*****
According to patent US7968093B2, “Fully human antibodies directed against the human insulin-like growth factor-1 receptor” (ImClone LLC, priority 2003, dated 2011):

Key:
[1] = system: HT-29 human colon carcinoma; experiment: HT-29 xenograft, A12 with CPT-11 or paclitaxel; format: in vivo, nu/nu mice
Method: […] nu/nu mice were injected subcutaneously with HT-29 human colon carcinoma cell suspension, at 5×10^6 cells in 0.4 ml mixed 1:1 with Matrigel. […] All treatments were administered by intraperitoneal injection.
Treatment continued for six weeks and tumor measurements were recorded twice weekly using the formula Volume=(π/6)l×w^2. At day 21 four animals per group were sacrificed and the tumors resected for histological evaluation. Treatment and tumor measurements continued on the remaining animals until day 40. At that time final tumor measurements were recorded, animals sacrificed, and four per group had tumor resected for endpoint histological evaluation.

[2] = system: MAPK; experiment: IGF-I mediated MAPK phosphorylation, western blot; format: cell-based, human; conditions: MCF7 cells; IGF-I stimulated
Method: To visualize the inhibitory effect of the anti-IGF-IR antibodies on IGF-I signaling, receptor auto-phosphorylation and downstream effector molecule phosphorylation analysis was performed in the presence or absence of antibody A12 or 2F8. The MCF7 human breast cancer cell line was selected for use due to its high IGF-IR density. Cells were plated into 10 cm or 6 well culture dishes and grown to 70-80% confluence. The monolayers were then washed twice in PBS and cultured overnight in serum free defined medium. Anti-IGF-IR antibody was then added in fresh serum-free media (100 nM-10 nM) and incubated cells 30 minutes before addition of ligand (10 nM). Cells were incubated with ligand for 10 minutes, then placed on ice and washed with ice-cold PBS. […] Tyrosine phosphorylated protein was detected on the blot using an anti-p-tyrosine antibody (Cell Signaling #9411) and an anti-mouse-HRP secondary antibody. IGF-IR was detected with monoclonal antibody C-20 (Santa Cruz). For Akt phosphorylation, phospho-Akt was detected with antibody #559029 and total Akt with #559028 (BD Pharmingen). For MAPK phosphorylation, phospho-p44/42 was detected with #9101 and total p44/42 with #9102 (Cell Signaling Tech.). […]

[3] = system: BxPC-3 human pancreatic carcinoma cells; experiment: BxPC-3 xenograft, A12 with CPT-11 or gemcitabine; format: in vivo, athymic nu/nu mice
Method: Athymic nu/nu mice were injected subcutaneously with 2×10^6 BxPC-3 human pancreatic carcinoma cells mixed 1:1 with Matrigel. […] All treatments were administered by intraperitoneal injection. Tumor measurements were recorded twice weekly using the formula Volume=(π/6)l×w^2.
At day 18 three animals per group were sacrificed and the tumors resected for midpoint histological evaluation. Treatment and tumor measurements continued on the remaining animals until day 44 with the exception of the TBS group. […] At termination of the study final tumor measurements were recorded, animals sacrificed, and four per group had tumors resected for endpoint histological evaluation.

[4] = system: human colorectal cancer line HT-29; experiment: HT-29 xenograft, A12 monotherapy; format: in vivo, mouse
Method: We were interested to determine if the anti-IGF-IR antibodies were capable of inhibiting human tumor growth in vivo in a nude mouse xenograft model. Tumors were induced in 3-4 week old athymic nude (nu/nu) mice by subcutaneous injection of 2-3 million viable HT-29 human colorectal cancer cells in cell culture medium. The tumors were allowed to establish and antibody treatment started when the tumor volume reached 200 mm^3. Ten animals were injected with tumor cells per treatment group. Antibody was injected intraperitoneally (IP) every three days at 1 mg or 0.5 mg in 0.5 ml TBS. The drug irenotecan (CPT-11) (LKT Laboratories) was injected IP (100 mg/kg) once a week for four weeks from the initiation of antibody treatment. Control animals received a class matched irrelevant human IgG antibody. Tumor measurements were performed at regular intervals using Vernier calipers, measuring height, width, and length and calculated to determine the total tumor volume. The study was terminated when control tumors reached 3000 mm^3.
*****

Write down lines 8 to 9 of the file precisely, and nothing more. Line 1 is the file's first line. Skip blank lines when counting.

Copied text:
[3] = system: BxPC-3 human pancreatic carcinoma cells; experiment: BxPC-3 xenograft, A12 with CPT-11 or gemcitabine; format: in vivo, athymic nu/nu mice
Method: Athymic nu/nu mice were injected subcutaneously with 2×10^6 BxPC-3 human pancreatic carcinoma cells mixed 1:1 with Matrigel. […] All treatments were administered by intraperitoneal injection. Tumor measurements were recorded twice weekly using the formula Volume=(π/6)l×w^2.